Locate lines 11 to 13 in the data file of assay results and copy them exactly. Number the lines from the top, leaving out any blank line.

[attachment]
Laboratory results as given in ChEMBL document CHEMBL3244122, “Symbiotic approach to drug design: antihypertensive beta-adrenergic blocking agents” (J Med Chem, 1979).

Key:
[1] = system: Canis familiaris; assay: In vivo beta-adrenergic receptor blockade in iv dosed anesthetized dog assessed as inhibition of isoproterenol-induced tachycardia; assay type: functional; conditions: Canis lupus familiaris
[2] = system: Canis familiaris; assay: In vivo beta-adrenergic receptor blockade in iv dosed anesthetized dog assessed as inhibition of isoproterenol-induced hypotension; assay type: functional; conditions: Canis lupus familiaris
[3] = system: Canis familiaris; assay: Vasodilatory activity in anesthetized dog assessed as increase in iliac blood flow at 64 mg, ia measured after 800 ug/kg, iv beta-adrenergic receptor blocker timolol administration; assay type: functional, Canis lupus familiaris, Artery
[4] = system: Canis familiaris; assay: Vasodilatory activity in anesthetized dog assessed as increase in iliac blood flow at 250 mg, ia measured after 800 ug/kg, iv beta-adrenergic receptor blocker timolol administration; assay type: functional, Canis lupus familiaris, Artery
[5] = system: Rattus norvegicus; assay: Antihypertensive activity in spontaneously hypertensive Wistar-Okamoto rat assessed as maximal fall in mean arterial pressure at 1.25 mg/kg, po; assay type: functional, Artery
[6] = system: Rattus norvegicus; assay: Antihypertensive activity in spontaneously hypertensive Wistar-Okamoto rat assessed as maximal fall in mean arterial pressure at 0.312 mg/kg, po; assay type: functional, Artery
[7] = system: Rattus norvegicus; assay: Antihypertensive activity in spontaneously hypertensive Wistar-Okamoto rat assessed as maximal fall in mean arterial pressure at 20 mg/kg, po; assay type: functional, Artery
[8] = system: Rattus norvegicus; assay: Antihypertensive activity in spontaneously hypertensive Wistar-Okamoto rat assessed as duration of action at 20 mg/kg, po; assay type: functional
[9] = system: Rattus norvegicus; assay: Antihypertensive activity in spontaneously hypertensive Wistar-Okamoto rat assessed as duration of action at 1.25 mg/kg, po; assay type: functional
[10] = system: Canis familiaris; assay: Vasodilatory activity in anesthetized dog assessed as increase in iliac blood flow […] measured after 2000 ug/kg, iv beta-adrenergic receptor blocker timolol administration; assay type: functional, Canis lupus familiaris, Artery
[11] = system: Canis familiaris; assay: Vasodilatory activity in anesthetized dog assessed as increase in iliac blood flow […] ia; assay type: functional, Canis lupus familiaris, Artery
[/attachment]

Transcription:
[9] = system: Rattus norvegicus; assay: Antihypertensive activity in spontaneously hypertensive Wistar-Okamoto rat assessed as duration of action at 1.25 mg/kg, po; assay type: functional
[10] = system: Canis familiaris; assay: Vasodilatory activity in anesthetized dog assessed as increase in iliac blood flow […] measured after 2000 ug/kg, iv beta-adrenergic receptor blocker timolol administration; assay type: functional, Canis lupus familiaris, Artery
[11] = system: Canis familiaris; assay: Vasodilatory activity in anesthetized dog assessed as increase in iliac blood flow […] ia; assay type: functional, Canis lupus familiaris, Artery